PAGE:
No more credit to Europe? Cross-border bank lending, financial integration, and the rebirth of the national scale as a credit scorecard
Faculty of Applied Economics
Faculty of Law
Environment and planning : A : international journal of urban and regional research. - London, 1974, currens
, p. 2399-2419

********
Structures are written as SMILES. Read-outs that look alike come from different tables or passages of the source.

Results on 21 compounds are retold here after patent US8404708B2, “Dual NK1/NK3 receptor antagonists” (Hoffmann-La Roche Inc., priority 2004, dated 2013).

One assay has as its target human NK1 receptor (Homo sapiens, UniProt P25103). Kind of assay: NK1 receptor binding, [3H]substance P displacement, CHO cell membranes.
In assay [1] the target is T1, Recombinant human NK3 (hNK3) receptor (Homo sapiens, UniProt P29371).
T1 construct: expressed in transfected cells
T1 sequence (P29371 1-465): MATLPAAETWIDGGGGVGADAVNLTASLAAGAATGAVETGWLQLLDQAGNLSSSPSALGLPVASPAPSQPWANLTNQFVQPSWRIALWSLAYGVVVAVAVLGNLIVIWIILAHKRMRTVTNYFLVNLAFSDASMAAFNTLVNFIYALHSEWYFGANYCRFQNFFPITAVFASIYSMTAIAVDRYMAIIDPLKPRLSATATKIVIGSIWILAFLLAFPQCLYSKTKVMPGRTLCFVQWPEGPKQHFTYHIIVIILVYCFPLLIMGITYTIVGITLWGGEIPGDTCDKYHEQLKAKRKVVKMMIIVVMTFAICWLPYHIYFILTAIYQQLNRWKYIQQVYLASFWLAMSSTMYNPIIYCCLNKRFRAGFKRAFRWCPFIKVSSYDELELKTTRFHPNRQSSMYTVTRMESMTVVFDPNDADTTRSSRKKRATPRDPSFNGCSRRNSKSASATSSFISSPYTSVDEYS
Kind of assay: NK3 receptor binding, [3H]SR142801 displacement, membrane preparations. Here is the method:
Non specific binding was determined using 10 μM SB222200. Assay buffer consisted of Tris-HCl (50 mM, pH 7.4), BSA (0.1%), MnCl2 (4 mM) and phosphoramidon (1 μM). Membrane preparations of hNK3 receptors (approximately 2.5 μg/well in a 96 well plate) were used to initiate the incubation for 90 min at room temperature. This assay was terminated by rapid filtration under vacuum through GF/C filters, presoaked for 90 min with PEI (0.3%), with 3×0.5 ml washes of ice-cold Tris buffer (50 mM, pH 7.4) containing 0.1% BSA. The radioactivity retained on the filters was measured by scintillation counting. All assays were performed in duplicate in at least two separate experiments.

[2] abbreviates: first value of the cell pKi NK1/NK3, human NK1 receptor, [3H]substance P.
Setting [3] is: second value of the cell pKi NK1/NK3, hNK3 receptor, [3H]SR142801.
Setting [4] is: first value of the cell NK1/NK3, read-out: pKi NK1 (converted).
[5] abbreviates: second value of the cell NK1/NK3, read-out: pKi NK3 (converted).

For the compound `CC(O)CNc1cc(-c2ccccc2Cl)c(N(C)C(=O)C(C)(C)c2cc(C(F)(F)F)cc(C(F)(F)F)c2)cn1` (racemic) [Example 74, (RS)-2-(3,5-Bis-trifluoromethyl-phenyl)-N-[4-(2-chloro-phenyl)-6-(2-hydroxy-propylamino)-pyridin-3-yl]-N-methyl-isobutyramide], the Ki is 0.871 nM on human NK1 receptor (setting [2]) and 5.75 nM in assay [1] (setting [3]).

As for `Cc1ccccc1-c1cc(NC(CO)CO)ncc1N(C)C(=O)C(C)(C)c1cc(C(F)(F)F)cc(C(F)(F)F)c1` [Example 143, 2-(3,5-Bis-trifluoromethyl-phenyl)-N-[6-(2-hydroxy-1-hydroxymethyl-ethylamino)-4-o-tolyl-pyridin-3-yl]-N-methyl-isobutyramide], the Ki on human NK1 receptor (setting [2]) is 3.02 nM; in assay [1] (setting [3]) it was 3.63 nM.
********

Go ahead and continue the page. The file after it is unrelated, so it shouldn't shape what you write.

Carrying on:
The Eurozone crisis that erupted in 2008 has raised sincere doubts about the durability of political and financial linkages among its member states. This paper associates the resulting politicaleconomic stasis of the Eurozone with the coevolution of the financial and monetary system at the European scale. The argument builds on insights from financial geography, cultural political economy, and sociology of finance. It focuses on the idea that financial market rationalities, which fluctuate over time and space, are socially constructed through an interplay of acts of bricolage by state and market actors. We relate these rationalities to the main European initiatives regarding financial and monetary integration since the 1992 Maastricht Treaty. By tracing the geographical patterns of cross-border lending of European banks in the period 200310 we observe that two radically different rationalities of sound investment have dominated before and after the crisis. In the precrisis conjuncture of convergence, the Eurozone seemed to develop according to plan where the financial system appeared beneficial in terms of equalizing development. However, since the crisis there has been a conjuncture of contagion in which country-level specificities increasingly determine creditworthiness. Meanwhile, we observe that European policy makers try to refit the monetary system to this new market rationality to make the European scale perform again.